LifestyleYour Health Matters


Billings woman touts colonoscopies after surviving cancer

Billings woman touts colonoscopies after cancer battle
Posted at 5:31 PM, Apr 02, 2024
and last updated 2024-04-03 11:08:39-04

BILLINGS — In 2021, the recommended age for getting your first colonoscopy dropped from 50 to 45 years old. While it’s a topic many shy away from discussing, one Billings woman is sharing her story on her battle with colorectal cancer in hopes of spreading more awareness on the importance of getting screened.

Jennifer Eliason had no family history of colon cancer and being an active person, she disregarded the symptoms she faced.

Billings woman touts colonoscopies after cancer battle

“Nobody wants to talk about the symptoms of colon cancer. Nobody talks about having rectal bleeding, or diarrhea, or these different things,” Eliason said on Thursday. “I had had some bleeding that I just dismissed as hemorrhoids and honestly just ignored that for about a year.”

Eliason is a busy woman. As a mother to four boys and a March of Dimes employee, it was easy to push the bleeding to the back of her mind.

But in 2018, she couldn't ignore it any longer. She was diagnosed with colorectal cancer.

“I was still stage one and so, very treatable,” Eliason said.

Others in her situation aren’t as fortunate. According to the American Cancer Society, colon cancer is the number one cause of death in men under 50 and the number two cause of death in women under 50 after breast cancer.

Since 2020, there has been a 9% increase in colon cancer diagnoses for people under the age of 50, which is one of the reasons why the screening age was lowered to 45.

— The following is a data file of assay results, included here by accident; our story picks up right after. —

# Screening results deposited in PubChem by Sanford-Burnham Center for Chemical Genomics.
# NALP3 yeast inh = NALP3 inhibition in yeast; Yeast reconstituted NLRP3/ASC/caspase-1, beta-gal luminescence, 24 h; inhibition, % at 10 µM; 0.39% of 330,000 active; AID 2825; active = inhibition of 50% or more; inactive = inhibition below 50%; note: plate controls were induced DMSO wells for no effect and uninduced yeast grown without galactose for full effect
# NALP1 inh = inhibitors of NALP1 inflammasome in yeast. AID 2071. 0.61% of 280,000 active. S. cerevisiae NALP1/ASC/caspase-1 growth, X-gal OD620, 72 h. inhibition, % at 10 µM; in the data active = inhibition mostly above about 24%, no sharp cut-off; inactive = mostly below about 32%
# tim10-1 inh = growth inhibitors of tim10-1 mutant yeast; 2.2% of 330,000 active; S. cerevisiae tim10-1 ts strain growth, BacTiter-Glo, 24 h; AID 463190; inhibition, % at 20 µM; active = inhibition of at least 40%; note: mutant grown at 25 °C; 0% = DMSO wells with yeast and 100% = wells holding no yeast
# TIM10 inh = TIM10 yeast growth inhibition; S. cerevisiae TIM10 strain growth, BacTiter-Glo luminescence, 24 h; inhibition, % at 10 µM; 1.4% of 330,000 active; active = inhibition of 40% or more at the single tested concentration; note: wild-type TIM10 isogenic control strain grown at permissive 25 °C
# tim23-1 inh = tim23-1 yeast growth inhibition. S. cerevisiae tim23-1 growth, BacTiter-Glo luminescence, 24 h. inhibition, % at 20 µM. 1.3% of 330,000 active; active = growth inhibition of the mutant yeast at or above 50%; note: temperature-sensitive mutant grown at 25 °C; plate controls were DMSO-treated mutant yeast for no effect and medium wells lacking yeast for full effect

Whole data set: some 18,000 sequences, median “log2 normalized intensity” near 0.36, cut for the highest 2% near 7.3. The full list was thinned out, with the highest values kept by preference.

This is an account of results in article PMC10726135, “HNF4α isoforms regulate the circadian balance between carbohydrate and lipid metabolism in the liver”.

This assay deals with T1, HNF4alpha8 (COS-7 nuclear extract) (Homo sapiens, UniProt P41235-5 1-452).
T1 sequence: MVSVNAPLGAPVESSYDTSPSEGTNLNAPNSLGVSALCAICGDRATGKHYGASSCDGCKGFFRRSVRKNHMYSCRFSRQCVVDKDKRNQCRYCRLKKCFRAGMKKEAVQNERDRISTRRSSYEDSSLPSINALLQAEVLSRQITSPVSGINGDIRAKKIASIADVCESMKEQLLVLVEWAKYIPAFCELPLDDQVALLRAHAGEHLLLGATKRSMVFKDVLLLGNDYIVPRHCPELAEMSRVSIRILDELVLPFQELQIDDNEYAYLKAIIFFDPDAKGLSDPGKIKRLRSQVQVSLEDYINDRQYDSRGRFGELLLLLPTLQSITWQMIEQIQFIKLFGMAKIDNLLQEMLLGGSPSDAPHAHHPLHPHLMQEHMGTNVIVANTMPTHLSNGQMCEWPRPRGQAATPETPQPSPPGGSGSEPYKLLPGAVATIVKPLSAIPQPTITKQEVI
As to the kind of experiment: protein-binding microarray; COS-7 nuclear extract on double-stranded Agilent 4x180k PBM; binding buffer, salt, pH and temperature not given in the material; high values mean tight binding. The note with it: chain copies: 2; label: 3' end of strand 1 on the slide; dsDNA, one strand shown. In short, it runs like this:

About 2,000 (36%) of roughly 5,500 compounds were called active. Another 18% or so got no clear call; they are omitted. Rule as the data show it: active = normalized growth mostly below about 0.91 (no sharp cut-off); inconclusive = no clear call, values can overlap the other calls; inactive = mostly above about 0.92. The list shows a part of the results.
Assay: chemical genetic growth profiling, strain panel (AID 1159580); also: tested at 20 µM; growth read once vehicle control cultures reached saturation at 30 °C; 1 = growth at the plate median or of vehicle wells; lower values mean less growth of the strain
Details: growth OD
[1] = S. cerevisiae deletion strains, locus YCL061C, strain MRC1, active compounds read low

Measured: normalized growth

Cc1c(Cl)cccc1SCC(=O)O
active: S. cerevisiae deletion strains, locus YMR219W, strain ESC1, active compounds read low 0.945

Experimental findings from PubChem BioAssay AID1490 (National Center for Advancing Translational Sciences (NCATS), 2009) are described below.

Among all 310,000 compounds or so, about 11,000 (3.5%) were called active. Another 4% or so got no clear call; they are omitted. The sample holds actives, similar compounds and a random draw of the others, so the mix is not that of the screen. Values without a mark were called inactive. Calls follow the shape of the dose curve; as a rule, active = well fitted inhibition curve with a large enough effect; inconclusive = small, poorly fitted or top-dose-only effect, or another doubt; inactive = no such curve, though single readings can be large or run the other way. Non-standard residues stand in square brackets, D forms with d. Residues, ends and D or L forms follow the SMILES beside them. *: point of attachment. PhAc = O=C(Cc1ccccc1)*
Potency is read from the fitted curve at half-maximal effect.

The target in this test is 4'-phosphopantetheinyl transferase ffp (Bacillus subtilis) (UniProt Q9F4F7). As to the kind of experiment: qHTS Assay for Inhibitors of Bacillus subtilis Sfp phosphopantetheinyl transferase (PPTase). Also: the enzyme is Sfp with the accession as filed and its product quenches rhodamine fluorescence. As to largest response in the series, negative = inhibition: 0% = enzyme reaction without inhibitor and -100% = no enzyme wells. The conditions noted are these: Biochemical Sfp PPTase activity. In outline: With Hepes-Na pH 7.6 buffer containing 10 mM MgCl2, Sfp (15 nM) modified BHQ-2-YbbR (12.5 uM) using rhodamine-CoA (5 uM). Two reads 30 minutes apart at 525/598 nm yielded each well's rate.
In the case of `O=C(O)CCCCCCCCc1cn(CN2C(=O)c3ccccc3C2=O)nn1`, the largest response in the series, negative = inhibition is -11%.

Dr. William Phillips, who specializes in family medicine at St. Vincent Regional Hospital in Billings, said a few signs and symptoms to look out for include black stool, which indicates the presence of blood, a change in bowel habits and unexplained weight loss.

“It's estimated that 90 percent (of deaths) can be prevented with earlier screening,” Phillips said on Tuesday. “One thing I’ve noticed is we are seeing a lot more polyps in younger people. So, I’d say probably a third to half of the patients that I send in for colonoscopies come back with pre-cancerous polyps.”

There are multiple ways to get screened, such as using an at-home test or going in for a colonoscopy.

“It’s a simple test to do and it can save your life,” Phillips said.

Billings woman touts colonoscopies after cancer battle

Eliason is celebrating five years cancer-free, something she may not be able to say if it wasn’t for her getting checked out.

“If this even encourages one person to get their symptoms checked out and get diagnosed early, then it was worth it,” Eliason said.